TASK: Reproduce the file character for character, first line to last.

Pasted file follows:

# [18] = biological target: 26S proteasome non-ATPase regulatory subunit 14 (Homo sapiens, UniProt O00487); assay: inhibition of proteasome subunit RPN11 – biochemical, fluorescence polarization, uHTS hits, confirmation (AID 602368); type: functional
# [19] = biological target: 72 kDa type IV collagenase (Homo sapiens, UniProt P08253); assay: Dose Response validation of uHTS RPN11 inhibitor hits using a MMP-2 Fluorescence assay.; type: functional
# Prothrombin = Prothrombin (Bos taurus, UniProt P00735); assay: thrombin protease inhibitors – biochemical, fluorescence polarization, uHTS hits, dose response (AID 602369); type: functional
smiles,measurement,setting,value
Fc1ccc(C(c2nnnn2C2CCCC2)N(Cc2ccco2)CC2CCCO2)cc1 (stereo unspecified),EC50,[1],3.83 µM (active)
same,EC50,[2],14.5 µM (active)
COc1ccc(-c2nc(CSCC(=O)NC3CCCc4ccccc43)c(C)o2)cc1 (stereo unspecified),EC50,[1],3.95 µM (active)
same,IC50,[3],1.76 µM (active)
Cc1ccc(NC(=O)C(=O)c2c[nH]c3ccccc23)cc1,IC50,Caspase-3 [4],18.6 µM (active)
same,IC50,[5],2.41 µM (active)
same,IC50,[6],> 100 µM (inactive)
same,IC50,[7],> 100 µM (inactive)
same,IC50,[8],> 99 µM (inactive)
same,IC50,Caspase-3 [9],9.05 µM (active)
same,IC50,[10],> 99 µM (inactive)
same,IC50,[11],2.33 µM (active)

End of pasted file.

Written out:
# [18] = biological target: 26S proteasome non-ATPase regulatory subunit 14 (Homo sapiens, UniProt O00487); assay: inhibition of proteasome subunit RPN11 – biochemical, fluorescence polarization, uHTS hits, confirmation (AID 602368); type: functional
# [19] = biological target: 72 kDa type IV collagenase (Homo sapiens, UniProt P08253); assay: Dose Response validation of uHTS RPN11 inhibitor hits using a MMP-2 Fluorescence assay.; type: functional
# Prothrombin = Prothrombin (Bos taurus, UniProt P00735); assay: thrombin protease inhibitors – biochemical, fluorescence polarization, uHTS hits, dose response (AID 602369); type: functional
smiles,measurement,setting,value
Fc1ccc(C(c2nnnn2C2CCCC2)N(Cc2ccco2)CC2CCCO2)cc1 (stereo unspecified),EC50,[1],3.83 µM (active)
same,EC50,[2],14.5 µM (active)
COc1ccc(-c2nc(CSCC(=O)NC3CCCc4ccccc43)c(C)o2)cc1 (stereo unspecified),EC50,[1],3.95 µM (active)
same,IC50,[3],1.76 µM (active)
Cc1ccc(NC(=O)C(=O)c2c[nH]c3ccccc23)cc1,IC50,Caspase-3 [4],18.6 µM (active)
same,IC50,[5],2.41 µM (active)
same,IC50,[6],> 100 µM (inactive)
same,IC50,[7],> 100 µM (inactive)
same,IC50,[8],> 99 µM (inactive)
same,IC50,Caspase-3 [9],9.05 µM (active)
same,IC50,[10],> 99 µM (inactive)
same,IC50,[11],2.33 µM (active)